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. Last Updated: 07/27/2016

Ministries Vie for E-Russia Control

Just months before the federal government's much-hyped "Electronic Russia" program swings into action, its main initiators ? the Communications Ministry and the Economic Development and Trade Ministry ? still haven't decided who's in charge.

Communications Minister Leonid Reiman sent a letter to the Economic Development and Trade Ministry on Aug. 24 requesting his ministry chair the interagency commission that will oversee the realization of E-Russia, a $2.6 billion program to boost e-commerce and the Internet that is set to start in January and run through 2010.

This would give Reiman's ministry more control over the purse strings, starting with the 350 million rubles ($11.9 million) allotted the program in the budget plan submitted to the State Duma last week.

But the economics ministry thinks it is better suited to head the commission ? with day-to-day operational control left up to the Communications Ministry.

"There was an agreement between the ministries that [Economic Development and Trade Minister German] Gref would be in charge of the coordinating commission, but now the Communications Ministry thinks otherwise," said Tseren Tserenov, in charge of E-Russia for the economics ministry, the program's main author.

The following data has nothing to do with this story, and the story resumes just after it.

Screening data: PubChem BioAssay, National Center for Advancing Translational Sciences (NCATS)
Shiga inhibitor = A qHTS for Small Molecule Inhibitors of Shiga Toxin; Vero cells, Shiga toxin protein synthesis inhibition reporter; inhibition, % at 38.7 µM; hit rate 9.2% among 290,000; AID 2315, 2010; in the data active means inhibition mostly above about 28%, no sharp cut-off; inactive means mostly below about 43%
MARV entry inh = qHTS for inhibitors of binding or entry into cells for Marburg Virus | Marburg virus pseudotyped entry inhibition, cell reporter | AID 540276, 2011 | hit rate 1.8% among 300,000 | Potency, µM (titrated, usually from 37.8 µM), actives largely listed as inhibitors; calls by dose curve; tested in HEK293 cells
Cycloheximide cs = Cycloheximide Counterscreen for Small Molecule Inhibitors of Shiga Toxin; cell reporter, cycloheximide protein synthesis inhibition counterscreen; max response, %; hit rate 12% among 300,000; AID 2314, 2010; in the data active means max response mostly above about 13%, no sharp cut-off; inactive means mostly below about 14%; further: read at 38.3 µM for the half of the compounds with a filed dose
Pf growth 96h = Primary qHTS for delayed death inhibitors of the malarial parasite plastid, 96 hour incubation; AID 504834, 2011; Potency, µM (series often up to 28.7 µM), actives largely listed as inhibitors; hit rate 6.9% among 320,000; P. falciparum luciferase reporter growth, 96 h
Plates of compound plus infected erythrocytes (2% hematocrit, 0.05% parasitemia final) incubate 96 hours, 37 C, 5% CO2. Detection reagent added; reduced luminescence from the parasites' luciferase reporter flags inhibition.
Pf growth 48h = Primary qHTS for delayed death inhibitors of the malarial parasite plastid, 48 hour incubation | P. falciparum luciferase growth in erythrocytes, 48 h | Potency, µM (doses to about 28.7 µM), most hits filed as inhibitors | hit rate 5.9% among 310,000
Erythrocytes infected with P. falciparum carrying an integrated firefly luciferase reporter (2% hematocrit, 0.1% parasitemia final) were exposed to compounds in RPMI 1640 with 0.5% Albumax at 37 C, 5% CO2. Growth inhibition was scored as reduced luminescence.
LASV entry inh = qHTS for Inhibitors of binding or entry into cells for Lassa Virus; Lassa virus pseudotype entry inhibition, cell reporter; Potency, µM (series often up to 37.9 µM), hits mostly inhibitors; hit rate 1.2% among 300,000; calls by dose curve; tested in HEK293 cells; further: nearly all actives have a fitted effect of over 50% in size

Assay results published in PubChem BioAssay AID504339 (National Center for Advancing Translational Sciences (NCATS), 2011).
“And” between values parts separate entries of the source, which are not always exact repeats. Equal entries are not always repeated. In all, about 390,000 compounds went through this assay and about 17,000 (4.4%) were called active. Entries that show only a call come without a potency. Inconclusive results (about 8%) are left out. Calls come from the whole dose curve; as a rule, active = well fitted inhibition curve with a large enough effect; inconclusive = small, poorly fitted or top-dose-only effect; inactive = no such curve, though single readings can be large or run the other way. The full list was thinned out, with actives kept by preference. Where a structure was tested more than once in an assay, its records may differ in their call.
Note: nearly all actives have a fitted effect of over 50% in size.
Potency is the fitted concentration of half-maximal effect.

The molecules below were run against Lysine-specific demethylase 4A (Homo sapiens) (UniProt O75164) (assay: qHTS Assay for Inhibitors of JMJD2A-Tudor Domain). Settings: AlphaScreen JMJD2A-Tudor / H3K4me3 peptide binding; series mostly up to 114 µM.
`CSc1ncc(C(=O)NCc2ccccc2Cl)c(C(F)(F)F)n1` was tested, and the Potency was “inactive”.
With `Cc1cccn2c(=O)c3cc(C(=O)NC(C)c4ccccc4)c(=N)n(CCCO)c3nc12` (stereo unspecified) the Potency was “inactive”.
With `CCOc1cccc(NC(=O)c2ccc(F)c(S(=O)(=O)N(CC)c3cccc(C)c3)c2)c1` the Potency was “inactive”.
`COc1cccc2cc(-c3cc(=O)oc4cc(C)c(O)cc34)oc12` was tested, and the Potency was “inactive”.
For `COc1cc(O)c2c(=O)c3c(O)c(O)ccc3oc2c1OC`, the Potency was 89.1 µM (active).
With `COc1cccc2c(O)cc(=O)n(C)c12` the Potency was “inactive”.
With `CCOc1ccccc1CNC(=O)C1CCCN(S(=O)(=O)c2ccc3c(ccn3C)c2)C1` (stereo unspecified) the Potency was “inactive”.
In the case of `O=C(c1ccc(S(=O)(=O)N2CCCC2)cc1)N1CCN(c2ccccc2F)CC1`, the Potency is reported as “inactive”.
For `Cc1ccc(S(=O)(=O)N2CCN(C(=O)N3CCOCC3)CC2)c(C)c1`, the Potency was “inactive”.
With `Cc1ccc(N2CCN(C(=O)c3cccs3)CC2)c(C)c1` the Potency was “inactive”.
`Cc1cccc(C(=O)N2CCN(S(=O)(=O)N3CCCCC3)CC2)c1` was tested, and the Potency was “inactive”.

"It's not a fight," said Tserenov. "We just think we could do a better job overseeing this project because the new economy doesn't just mean getting the Internet to people, but a change in lifestyle and the way government works."

The Communications Ministry's spokesman Sergei Grigorenko said the Aug. 24 letter was simply a single step along an ongoing compromise process between the ministries. "All matters of disagreement have been decided," he said Friday. "The program will be realized by several agencies. The Communications Ministry will coordinate them."

Tserenov said Sunday they had received only one notice and that Deputy Prime Minister Ilya Klebanov would likely make a final decision in a few days on who would end up in charge of the commission.

At a Cabinet meeting on July 5, ministers approved the program, appointing the Communications Ministry as "coordinator" at Gref's request, Tserenov said. In E-Russia documents, the economics ministry still appears as the government body responsible for developing and commissioning the program.

Half of E-Russia's financing will come from the federal budget and a third will be provided by regional administrations. The amount allocated in the 2002 draft budget is almost 10 times less than originally proposed, though Tserenov said they could expect larger tranches in the future if E-Russia proves successful.